Smithsonian Folklife Festival

This year’s Folklife Festival featured the Basque culture, including demonstrations of dancing, singing, sports, and boat-building.

The dancing included traditional dancing, contemporary dance, and the characters used in the dancing:

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Joaldunak Procession

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Basque dancing.

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Some of the dancers were from a young California dance troupe, here waiting to go on stage:

Basque dancing.

Basque dancing.

The rural sports demonstrated included an anvil lift.  The object was to do 100 lifts, touching a 10-kilo anvil to the base and then the top plate. The winner was a man doing it solo, in 1 minute 41 seconds. The women did it in teams of two, trading off after each 25 lifts, and were a few seconds slower than the man.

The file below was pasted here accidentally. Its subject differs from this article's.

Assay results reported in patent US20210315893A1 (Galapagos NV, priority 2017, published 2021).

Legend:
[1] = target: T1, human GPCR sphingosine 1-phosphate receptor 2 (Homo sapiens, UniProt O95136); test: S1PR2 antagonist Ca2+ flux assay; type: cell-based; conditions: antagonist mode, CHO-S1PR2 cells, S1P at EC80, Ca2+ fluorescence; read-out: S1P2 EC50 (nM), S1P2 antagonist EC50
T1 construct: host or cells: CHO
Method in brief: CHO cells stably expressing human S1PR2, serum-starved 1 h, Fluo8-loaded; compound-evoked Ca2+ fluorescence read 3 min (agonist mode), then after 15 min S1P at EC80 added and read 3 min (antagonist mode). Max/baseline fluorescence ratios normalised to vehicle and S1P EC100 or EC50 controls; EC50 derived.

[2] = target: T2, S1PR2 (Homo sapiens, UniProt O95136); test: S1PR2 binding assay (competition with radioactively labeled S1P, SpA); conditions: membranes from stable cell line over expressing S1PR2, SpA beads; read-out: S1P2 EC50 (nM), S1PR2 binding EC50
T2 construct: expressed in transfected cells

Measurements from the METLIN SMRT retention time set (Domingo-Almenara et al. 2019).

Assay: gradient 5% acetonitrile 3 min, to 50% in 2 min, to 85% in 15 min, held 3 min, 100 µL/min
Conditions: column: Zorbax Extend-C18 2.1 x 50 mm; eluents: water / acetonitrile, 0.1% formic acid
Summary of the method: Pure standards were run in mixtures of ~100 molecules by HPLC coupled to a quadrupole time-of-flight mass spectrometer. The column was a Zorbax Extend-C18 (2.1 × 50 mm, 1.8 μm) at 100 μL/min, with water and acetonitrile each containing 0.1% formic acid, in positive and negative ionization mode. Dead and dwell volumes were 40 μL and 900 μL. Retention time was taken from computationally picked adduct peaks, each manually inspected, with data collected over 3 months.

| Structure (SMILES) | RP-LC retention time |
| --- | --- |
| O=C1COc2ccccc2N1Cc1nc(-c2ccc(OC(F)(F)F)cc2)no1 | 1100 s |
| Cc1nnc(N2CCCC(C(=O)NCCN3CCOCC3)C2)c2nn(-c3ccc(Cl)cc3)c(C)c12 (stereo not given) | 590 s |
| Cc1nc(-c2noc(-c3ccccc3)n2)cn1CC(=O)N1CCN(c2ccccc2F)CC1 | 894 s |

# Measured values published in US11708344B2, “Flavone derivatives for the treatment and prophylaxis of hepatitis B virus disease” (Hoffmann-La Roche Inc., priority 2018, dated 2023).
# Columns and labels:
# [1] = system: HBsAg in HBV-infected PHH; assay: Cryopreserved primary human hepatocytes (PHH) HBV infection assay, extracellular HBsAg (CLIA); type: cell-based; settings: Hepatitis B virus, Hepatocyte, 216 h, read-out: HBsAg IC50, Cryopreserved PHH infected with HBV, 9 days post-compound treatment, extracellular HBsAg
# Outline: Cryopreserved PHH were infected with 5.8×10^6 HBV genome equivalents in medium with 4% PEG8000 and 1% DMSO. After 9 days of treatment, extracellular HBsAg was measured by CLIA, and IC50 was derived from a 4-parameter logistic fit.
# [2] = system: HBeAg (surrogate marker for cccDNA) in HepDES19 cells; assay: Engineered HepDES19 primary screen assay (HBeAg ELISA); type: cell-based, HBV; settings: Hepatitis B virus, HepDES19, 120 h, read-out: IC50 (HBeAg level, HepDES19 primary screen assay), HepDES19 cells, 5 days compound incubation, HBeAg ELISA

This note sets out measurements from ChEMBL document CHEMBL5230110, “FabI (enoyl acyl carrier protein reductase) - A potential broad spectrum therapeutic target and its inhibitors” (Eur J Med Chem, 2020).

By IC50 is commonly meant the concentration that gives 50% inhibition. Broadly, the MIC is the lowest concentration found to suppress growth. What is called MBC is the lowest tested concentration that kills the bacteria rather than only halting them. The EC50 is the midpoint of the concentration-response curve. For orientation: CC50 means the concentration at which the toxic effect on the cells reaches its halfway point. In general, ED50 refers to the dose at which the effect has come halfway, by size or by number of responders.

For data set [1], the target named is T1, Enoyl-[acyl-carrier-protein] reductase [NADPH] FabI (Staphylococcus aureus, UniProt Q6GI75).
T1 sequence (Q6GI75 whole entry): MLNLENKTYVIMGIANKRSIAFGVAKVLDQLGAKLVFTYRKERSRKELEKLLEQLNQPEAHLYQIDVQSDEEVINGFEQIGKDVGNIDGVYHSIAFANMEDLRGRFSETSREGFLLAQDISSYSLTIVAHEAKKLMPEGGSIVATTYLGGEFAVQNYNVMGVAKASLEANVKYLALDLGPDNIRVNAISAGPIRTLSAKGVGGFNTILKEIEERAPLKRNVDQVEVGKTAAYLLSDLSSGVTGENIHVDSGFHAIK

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There was a sandbag run, carrying a 40 kilo sandbag.

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The sawing contest was very interesting since it required strength and speed but also finesse – they had to cut 6 slices that were no wider than 3 cm each, which they managed to accomplish in just under 3 minutes.

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There were several craftsmen demonstrating boat-building techniques.  In the 16th century, the Basques were considered the best whalers, using a small boat called a txalupa.  A model of a txalupa was brought to the festival in a partially-finished state, and was worked on during the festival.

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